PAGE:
And Java SE 9 also provides a tool jdeprscan that scans a jar file. This tool scans a aggregation of class for uses of deprecated API elements from Java SE. This tool will be useful for application that use libraries that have already been compiled and the user of that library has no idea as to what deprecated APIs it is using.

Unified JVM Logging

Today it’s hard to make sense of the root cause for performance issues and crashes of the JVM. One way to tackle this is introducing one single system for all JVM components that would allow fine-grained, and easy-to-configure JVM logging. Currently, different components of the JVM use different mechanisms and conventions for logging, making it harder to debug.

SafeVarargs Scope Extension

Until Java 8, @SafeVarargs could only be applied to static methods, final methods and constructors. None of them can be overridden. This list was missing one more candidate that could also not be overridden and that was a private method. And Java 9 has made it possible to add @SafeVarargs to the private method. Here is a valid example in Java 9 but in Java 8 it throws compile error @SafeVarargs annotation cannot be applied to non-final instance method iAmSafeVaragrsMethod

      private void iAmSafeVaragrsMethod(String... varagrgs)
         for (String each: varagrgs) {

HTTP 2 Client

Java 9 comes with a new HTTP client API which supports HTTP/2 and websockets. This would replace the legacy HTTPURLConnection API. This change couldn’t be finished in Java 9. It is available in the incubator module. So this module will not available on the classpath by default and would have to added to the classpath by configuring it using --add-modules command-line option.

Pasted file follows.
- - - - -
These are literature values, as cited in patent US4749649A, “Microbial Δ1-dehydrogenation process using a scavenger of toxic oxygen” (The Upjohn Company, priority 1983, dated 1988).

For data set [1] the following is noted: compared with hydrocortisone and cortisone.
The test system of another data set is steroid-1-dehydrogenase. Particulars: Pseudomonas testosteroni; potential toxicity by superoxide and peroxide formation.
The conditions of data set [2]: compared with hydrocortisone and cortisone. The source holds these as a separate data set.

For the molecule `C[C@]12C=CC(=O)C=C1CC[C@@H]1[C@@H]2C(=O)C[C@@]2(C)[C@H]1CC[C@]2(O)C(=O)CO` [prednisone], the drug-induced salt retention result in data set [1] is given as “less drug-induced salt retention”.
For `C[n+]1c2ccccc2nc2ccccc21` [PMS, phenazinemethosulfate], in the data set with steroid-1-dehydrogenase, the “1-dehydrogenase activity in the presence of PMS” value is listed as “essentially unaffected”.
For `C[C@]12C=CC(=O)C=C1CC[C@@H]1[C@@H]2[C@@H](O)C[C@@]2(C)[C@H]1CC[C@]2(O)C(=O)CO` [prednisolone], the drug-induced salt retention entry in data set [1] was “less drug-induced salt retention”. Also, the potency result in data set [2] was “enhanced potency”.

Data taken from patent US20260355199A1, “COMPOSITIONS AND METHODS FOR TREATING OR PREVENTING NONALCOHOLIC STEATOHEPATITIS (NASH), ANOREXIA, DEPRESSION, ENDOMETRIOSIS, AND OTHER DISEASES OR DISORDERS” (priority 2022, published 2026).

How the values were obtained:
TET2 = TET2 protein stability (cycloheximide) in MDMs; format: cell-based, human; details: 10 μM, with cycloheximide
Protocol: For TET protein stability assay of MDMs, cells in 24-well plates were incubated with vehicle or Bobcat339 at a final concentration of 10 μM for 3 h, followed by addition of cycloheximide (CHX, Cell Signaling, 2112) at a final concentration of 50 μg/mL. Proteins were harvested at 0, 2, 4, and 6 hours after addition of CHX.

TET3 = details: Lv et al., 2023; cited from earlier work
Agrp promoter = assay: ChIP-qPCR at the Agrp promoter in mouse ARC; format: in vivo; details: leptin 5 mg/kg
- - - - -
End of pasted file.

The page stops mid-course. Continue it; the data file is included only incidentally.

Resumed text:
Let’s create a HTTPRequest and get the response asynchronously.

      URI testPageURI = new URI("");
      CompletableFuture<HttpResponse> nonBlockingResponse =  HttpRequest
      int tries = 0;
      while(!nonBlockingResponse.isDone() && tries++ < 5) { Thread.sleep(5); } if (nonBlockingResponse.isDone()) { HttpResponse response = nonBlockingResponse.get(); System.out.println("status code : " + response.statusCode() + " --> " +  response.body(HttpResponse.asString()));
      else {
          System.out.println("Cancelling, could not get response");

HTML5 Javadoc

Java 8 and below generate the javadocs in HTML 4 which is quite old. In Java 9 a command line option is added to javadoc utility to request a HTML 4 or HTML 5 output. HTML 4 will be the default for now but in later jdk releases HTML5 would become the default. The three-frame structure of the javadocs has not changed and will keep to remain the same with HTML 5 javadocs.

More features

  • underscore character is reserved. A variable can no longer be named only _
  • Applet API is deprecated
  • javac will drop support for Java 1.4 and older source code.
  • Java browser plugin is deprecated in Java 9
  • Stack-Walking API – API for stack walking that allows easy filtering of, and lazy access to, the information in stack traces.

+ http://openjdk.java.net/projects/jdk9/